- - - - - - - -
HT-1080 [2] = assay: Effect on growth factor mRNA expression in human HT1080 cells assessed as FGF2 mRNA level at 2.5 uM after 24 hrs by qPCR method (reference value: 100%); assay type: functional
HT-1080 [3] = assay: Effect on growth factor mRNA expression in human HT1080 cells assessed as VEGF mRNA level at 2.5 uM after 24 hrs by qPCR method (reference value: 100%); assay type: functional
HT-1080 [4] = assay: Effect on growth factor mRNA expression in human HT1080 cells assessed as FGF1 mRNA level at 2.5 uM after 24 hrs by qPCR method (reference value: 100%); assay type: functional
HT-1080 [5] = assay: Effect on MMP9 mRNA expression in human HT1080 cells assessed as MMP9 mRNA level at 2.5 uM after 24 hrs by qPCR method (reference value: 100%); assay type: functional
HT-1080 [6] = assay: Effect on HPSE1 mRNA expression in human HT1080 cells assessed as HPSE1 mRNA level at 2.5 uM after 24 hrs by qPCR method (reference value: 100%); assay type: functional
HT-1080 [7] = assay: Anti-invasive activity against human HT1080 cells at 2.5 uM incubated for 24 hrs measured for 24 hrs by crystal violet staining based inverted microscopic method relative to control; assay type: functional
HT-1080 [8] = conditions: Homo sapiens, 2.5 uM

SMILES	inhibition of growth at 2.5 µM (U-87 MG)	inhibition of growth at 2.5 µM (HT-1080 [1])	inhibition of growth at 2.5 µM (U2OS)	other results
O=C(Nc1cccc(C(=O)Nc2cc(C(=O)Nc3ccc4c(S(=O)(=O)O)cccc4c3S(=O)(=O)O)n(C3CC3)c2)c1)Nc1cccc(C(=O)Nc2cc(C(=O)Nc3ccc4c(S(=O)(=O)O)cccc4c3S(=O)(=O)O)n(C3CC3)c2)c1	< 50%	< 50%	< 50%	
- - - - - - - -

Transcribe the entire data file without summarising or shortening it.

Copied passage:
HT-1080 [2] = assay: Effect on growth factor mRNA expression in human HT1080 cells assessed as FGF2 mRNA level at 2.5 uM after 24 hrs by qPCR method (reference value: 100%); assay type: functional
HT-1080 [3] = assay: Effect on growth factor mRNA expression in human HT1080 cells assessed as VEGF mRNA level at 2.5 uM after 24 hrs by qPCR method (reference value: 100%); assay type: functional
HT-1080 [4] = assay: Effect on growth factor mRNA expression in human HT1080 cells assessed as FGF1 mRNA level at 2.5 uM after 24 hrs by qPCR method (reference value: 100%); assay type: functional
HT-1080 [5] = assay: Effect on MMP9 mRNA expression in human HT1080 cells assessed as MMP9 mRNA level at 2.5 uM after 24 hrs by qPCR method (reference value: 100%); assay type: functional
HT-1080 [6] = assay: Effect on HPSE1 mRNA expression in human HT1080 cells assessed as HPSE1 mRNA level at 2.5 uM after 24 hrs by qPCR method (reference value: 100%); assay type: functional
HT-1080 [7] = assay: Anti-invasive activity against human HT1080 cells at 2.5 uM incubated for 24 hrs measured for 24 hrs by crystal violet staining based inverted microscopic method relative to control; assay type: functional
HT-1080 [8] = conditions: Homo sapiens, 2.5 uM

SMILES	inhibition of growth at 2.5 µM (U-87 MG)	inhibition of growth at 2.5 µM (HT-1080 [1])	inhibition of growth at 2.5 µM (U2OS)	other results
O=C(Nc1cccc(C(=O)Nc2cc(C(=O)Nc3ccc4c(S(=O)(=O)O)cccc4c3S(=O)(=O)O)n(C3CC3)c2)c1)Nc1cccc(C(=O)Nc2cc(C(=O)Nc3ccc4c(S(=O)(=O)O)cccc4c3S(=O)(=O)O)n(C3CC3)c2)c1	< 50%	< 50%	< 50%	